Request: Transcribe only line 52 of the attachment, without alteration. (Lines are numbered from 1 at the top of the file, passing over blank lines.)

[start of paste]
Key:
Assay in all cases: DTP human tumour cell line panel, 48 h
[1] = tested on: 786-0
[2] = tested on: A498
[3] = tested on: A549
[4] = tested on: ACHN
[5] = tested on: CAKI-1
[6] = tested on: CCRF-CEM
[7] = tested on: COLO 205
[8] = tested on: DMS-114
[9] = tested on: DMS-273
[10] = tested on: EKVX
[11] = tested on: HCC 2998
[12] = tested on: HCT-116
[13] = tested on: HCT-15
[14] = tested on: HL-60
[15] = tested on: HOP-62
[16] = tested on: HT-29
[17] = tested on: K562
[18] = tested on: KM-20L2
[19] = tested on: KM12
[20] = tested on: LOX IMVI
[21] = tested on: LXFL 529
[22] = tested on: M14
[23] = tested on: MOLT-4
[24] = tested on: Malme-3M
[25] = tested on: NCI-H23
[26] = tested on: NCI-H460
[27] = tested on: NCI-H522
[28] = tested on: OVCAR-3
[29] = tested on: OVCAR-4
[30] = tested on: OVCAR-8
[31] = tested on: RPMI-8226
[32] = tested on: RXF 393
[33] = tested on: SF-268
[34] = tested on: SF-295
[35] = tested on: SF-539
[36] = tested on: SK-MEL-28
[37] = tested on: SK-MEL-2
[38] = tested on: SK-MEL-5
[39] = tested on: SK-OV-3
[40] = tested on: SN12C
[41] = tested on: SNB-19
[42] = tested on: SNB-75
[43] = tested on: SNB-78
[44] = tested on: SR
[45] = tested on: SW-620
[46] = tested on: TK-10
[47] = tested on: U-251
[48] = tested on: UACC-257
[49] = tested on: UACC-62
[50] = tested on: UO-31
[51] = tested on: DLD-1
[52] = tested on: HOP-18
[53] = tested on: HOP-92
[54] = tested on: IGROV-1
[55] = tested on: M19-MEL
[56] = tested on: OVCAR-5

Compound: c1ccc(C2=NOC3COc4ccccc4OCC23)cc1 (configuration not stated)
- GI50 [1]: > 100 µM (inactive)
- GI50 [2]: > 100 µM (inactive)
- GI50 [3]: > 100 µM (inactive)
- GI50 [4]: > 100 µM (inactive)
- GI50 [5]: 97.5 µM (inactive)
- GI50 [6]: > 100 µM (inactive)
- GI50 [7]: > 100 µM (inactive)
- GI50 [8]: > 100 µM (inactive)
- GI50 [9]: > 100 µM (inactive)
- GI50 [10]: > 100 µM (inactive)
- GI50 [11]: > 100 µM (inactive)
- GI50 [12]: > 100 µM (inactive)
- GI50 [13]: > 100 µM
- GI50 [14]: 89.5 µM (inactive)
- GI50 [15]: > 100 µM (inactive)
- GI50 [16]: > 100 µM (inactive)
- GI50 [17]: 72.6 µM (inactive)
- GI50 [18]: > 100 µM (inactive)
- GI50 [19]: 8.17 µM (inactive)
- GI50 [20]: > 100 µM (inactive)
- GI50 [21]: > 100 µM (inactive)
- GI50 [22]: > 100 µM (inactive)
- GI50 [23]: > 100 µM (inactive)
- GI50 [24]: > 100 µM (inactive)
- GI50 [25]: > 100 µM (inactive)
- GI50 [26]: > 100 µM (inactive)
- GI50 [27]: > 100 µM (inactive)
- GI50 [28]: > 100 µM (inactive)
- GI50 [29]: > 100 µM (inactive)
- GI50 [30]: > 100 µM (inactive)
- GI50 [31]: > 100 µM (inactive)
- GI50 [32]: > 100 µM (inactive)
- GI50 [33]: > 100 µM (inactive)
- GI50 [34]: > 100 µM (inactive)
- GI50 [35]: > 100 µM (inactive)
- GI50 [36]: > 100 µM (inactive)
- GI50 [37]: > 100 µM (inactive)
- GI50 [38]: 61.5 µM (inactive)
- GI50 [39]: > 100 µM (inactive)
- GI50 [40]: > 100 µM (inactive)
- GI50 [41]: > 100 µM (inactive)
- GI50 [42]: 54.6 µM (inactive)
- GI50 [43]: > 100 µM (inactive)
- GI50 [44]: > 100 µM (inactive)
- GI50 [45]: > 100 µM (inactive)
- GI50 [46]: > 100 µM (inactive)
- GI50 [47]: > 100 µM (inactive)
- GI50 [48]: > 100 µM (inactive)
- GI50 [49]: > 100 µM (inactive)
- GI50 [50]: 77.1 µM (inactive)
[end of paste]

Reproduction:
[50] = tested on: UO-31